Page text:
Monday, July 02, 2007

The Libby outrage

We were in the last ten minutes of the show today when the news flashed across CNN's breaking news bar that Bush had commuted Scotter Libby's sentence. There was nothing about it yet on the web, the wires or the blogs. But I knew enough about a "commutation" vs. a "pardon," based on some of the scenarios put forth by legal experts in recent weeks, to know that Bush had just given the middle finger to all Americans and to the justice system, once again. I was outraged, and was glad I had ten minutes to vent, but we'll certainly be talking all about this tomorrow.

Bush's arrogance and bravado of course mask the opposite: He is a sniveling coward. He didn't have the guts to pardon Libby outright, and thought he was fashioning some sort of compromise. This decision, however, is immensely dishonest, even by Bush/Cheney standards -- and is already being seen that way by legal analysts, like CNN's Jeffrey Toobin, who called it astonishing -- because he claims to respect the jury's decision but just believes the judge's sentence is "excessive." The sentence is within federal guidelines for the crime committed, was recommended by the special prosecutor appointed by Bush and was handed down by a conservative Reagan/Bush/Bush-appointed judge.

Politically, however, Bush couldn't afford to do nothing because he is a trapped, weak president beholden to all the partners in crime all around him. Forget all the crap about "loyalty" that you will hear from the media again. Bush did this for the same reason that he can't get rid of Gonzales and why he held on to Rumsfeld until the last possible moment: They all know where all the bodies are buried, and Bush and Cheney can't have them talking.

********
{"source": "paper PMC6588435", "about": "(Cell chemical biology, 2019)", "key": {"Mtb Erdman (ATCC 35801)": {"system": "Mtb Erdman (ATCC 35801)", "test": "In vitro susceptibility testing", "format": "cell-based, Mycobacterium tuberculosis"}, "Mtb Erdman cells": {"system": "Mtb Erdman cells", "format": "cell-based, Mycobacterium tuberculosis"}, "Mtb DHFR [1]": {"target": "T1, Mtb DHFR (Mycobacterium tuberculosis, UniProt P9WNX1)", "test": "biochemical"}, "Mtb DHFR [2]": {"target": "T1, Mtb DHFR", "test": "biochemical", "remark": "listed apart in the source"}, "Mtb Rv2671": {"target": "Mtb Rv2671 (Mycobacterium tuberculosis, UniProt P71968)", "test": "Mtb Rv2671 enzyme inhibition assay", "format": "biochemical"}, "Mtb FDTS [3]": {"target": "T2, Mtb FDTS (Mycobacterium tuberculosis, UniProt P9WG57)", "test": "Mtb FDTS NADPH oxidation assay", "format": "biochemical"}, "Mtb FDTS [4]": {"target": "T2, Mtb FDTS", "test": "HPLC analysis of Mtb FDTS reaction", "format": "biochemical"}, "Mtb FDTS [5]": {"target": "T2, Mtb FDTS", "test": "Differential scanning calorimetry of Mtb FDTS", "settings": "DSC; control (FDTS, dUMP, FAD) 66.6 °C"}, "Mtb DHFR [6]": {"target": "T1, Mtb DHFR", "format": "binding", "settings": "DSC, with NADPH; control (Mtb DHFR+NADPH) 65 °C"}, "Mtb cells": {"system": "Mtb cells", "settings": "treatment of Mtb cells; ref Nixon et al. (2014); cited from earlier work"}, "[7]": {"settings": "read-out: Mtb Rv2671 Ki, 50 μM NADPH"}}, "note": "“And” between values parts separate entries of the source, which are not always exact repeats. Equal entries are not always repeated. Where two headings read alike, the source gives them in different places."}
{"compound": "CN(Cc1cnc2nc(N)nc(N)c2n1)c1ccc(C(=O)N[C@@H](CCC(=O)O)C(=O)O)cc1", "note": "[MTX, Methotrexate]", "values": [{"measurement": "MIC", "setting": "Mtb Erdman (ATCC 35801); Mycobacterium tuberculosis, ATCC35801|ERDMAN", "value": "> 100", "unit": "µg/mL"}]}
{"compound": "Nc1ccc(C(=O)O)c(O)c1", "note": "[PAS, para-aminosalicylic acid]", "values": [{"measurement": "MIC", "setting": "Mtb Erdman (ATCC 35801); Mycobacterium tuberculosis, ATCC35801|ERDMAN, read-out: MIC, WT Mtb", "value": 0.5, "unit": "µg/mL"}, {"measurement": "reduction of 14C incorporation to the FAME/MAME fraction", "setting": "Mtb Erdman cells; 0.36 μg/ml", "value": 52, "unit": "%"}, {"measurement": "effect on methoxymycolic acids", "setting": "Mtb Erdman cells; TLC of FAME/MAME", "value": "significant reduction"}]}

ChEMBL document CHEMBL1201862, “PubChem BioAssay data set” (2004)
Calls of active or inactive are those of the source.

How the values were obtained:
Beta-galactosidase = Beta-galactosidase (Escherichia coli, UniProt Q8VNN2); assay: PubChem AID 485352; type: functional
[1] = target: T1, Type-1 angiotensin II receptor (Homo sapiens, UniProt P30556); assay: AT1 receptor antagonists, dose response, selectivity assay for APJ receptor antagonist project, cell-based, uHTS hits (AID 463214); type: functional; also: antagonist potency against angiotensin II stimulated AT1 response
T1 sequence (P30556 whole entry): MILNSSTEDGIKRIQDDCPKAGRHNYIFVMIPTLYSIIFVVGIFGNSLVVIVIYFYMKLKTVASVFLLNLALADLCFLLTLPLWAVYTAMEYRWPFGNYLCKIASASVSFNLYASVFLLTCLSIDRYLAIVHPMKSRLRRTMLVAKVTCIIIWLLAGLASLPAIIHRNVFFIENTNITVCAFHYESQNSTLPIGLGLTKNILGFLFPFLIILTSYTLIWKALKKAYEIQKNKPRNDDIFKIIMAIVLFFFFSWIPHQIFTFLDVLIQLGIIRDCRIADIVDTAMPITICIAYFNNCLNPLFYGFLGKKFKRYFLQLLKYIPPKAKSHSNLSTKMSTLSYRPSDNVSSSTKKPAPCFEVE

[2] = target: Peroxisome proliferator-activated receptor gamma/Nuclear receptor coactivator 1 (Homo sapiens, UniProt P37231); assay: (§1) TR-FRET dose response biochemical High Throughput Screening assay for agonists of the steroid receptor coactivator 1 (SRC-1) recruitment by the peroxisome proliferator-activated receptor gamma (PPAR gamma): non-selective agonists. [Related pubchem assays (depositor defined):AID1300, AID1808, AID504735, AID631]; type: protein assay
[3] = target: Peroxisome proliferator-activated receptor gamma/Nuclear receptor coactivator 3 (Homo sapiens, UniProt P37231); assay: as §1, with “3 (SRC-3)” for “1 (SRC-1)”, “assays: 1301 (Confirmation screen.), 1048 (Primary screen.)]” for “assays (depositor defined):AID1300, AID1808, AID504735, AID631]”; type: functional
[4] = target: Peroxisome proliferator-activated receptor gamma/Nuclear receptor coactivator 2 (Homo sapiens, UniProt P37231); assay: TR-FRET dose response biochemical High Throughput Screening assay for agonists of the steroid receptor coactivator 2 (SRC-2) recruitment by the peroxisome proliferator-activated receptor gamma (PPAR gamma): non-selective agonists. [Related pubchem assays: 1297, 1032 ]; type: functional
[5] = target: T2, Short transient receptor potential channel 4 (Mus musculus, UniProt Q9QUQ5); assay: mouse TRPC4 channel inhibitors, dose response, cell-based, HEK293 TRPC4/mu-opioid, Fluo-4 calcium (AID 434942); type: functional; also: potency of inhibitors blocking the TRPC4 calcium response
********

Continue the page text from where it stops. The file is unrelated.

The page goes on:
I don't agree with those (mostly among the media blatherers) who think that this could help Bush with his base and help him gain some support, because there was pressure on him re: a Libby pardon. That pressure was mostly from the Beltway conservative (and media) crowd, not the rank and file conservatives out in the country. With Bush's presidency in a shambles, and his numbers sinking lower, if Democrats loudly and persistently point to the brazen disregard for the law here it could be another Harriet Miers moment on right: Bush doing something for a crony, and for himself, while mocking the federal courts and the justice system in the process.